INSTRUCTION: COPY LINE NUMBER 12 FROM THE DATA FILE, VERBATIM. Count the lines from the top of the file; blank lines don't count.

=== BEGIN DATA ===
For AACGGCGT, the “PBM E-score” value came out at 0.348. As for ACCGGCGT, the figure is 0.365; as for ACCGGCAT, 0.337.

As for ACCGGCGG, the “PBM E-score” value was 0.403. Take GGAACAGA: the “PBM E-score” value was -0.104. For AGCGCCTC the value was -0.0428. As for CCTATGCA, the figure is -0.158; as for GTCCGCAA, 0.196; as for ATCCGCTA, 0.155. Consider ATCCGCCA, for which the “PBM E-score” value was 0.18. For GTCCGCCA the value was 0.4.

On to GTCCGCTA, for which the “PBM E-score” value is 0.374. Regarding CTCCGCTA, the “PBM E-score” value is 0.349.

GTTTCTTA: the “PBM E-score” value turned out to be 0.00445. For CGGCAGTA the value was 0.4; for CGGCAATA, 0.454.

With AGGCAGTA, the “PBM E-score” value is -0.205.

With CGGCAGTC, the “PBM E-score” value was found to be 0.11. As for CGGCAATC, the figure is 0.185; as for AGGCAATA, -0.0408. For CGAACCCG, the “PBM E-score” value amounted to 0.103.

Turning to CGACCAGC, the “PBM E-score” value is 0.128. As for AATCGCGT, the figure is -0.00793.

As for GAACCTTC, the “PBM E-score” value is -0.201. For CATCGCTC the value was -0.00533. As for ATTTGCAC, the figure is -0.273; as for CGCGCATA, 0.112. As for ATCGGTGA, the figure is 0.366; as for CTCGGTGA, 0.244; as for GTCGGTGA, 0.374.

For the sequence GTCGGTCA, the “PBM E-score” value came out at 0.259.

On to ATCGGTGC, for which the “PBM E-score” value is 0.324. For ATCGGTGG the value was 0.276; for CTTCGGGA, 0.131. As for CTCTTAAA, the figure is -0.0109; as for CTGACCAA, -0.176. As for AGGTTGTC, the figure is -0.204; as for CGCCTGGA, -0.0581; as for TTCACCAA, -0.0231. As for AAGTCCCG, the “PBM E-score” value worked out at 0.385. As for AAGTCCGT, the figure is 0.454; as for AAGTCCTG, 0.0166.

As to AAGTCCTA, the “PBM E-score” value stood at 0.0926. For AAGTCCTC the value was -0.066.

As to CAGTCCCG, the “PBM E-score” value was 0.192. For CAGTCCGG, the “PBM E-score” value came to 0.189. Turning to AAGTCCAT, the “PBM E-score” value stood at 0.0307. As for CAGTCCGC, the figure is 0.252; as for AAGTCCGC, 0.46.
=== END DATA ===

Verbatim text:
As to CAGTCCCG, the “PBM E-score” value was 0.192. For CAGTCCGG, the “PBM E-score” value came to 0.189. Turning to AAGTCCAT, the “PBM E-score” value stood at 0.0307. As for CAGTCCGC, the figure is 0.252; as for AAGTCCGC, 0.46.